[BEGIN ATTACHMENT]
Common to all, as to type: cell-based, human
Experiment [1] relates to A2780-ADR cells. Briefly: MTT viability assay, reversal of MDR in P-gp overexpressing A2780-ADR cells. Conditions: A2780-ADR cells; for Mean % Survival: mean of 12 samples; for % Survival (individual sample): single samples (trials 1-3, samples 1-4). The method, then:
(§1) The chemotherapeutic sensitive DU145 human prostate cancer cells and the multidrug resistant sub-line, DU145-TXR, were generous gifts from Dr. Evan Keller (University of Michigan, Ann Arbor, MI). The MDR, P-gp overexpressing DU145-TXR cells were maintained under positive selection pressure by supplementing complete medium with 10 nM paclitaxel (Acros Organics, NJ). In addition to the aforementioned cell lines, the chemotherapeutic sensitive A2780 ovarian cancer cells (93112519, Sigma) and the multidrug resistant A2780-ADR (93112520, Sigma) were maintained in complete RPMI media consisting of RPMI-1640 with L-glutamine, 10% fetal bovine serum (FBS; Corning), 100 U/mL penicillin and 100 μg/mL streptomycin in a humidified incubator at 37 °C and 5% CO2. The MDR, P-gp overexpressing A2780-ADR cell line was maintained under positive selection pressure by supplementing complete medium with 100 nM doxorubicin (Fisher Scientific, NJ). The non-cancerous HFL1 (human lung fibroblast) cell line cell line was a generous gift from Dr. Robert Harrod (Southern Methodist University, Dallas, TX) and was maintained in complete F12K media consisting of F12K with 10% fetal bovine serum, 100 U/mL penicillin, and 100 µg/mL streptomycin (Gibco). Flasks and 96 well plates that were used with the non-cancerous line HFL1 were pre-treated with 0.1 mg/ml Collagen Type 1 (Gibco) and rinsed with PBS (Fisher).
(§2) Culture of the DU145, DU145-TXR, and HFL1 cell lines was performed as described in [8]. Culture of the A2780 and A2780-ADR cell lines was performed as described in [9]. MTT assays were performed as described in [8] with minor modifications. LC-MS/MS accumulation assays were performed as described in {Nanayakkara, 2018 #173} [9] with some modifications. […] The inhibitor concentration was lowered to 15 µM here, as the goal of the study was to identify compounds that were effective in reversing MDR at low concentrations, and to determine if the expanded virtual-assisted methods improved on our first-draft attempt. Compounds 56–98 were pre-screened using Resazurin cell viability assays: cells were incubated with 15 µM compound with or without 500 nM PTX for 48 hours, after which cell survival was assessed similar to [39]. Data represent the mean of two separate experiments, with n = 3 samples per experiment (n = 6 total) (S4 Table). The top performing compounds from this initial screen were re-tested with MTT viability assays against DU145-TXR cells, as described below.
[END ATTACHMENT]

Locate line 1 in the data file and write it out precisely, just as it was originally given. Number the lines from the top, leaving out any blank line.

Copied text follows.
Common to all, as to type: cell-based, human